Children Who Snore Are More Likely to Develop Behavior-Related Problems Later in Life
06 Mar, 2012 - 07:00am
A recently-published study reports that children between the ages of six months to approximately six years who experience “sleep disordered breathing” the likes of sleep apnea, mouth breathing, or snoring, are more likely to develop behavior-related problems as they mature.
Researchers from the Yeshiva University’s Albert Einstein College of Medicine in New York say that the link between the two are strong, and warn that the socio-emotional and behavioral costs are cause for concern.
Dr. Karen Bonuck, the study’s lead author, reports that of the 11,000 children that were included, a significant number were found to have a 60% greater probability of developing and being diagnosed with any number of behavioral problems by the age of seven.
Those who exhibited the most aggravated and prolonged symptoms were the ones found most probable to develop social and conduct-related issues, as well as have a case of hyperactivity. However, Dr. Bonuck adds that even the children who ceased to exhibit any of the “sleep disordered breathing” by the time they reached a year and a half were still at an elevated liability to develop the same problems by the time they reached seven.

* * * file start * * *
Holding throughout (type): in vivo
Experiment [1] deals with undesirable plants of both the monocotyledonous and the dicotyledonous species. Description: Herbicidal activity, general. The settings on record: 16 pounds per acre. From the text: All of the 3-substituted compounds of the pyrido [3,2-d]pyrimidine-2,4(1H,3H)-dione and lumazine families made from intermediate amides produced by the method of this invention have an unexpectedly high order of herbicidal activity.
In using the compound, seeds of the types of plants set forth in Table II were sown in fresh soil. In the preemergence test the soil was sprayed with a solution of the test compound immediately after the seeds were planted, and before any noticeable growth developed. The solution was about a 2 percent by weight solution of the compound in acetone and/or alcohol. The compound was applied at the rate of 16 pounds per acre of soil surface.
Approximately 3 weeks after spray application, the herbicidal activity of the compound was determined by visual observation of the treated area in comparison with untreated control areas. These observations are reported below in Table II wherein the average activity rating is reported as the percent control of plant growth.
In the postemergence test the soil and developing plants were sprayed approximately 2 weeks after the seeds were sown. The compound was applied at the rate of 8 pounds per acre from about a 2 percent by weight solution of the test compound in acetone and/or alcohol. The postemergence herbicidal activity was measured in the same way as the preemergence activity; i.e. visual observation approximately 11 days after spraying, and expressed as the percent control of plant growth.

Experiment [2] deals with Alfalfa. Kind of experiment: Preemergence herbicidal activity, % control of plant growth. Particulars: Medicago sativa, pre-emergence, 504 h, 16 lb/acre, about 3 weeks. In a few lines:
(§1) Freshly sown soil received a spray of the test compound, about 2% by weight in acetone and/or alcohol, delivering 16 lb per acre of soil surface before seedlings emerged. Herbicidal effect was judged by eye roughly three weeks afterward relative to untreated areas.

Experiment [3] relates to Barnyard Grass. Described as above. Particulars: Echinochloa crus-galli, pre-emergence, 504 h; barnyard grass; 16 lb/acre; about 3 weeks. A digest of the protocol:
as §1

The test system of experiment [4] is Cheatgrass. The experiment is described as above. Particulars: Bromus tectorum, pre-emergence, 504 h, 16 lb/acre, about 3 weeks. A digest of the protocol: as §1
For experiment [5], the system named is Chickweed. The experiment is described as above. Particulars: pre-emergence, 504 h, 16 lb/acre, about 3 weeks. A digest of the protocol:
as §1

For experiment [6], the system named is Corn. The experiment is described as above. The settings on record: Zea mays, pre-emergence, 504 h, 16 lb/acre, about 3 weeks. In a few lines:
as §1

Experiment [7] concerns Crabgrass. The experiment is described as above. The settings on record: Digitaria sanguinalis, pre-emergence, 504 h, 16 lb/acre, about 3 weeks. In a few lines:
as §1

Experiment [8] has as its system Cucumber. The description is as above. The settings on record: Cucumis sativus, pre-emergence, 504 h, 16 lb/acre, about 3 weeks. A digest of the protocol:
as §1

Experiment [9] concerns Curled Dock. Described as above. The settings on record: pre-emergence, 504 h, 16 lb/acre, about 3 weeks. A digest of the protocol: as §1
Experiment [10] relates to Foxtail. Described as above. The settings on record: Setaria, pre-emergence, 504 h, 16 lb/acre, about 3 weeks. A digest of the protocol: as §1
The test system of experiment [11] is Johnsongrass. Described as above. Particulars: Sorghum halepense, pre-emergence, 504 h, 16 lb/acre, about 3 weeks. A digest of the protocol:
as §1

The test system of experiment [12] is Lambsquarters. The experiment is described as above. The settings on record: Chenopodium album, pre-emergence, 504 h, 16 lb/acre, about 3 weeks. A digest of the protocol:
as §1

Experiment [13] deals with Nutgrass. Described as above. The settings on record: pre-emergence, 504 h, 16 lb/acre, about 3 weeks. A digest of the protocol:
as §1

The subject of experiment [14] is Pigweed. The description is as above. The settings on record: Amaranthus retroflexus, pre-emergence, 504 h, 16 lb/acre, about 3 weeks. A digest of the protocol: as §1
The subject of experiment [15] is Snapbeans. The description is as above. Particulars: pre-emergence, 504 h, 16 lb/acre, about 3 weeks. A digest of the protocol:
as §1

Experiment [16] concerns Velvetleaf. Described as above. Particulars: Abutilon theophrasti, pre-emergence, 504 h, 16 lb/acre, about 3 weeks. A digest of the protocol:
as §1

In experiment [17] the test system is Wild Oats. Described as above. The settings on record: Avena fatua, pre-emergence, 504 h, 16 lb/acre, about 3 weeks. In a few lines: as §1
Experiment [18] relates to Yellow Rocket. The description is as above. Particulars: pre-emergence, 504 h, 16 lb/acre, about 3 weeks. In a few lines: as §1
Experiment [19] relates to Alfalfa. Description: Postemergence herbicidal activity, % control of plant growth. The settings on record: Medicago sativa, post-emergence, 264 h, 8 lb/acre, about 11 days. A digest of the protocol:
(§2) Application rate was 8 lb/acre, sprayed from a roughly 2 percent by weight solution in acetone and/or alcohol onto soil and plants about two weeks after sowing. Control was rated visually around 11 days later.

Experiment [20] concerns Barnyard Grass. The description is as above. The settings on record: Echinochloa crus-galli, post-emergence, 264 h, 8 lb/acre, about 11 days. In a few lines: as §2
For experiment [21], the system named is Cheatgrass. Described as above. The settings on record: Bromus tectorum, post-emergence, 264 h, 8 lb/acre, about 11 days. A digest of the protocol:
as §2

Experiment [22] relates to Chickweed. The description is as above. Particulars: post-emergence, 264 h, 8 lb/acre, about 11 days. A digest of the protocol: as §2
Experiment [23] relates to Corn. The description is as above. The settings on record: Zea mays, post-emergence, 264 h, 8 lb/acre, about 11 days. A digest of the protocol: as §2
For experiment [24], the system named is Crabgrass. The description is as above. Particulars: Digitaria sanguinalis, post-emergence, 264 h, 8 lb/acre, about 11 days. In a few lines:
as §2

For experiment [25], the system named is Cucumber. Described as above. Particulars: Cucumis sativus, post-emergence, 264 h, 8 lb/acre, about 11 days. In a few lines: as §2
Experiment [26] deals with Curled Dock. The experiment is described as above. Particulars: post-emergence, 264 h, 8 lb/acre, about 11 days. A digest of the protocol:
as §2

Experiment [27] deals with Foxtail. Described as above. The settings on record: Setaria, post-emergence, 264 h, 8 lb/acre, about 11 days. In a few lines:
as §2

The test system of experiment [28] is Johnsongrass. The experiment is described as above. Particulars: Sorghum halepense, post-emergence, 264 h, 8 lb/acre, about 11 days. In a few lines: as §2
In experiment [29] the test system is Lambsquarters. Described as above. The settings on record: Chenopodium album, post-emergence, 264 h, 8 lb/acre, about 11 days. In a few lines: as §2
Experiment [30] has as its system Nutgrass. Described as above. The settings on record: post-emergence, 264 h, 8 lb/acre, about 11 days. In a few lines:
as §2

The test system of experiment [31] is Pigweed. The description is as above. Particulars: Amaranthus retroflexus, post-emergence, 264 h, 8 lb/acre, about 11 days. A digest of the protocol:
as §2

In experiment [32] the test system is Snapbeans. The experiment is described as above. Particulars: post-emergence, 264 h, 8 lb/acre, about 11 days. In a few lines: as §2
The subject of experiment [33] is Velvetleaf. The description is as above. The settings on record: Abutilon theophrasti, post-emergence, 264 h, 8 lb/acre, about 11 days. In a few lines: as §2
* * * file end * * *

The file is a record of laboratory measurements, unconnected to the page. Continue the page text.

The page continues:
In addition, among the children that were studied, approximately 32-65% of those who exhibited either sleep apnea, mouth breathing, or snoring not only developed the previously-mentioned behavioral issues, but likewise were found to have cases of depression and anxiety.
However, Dr. Bonuck is quick to assure parents that there is no cause for excessive concern or alarm. While about 10% of children in the age group that the researchers studied snore, and with 2-4% of them having sleep apnea (data gathered by the American Academy of Otolaryngology), the study, she says, simply suggests that both health care providers and parents “should be paying closer attention” to sleep disordered breathing issues in their children even within the first year.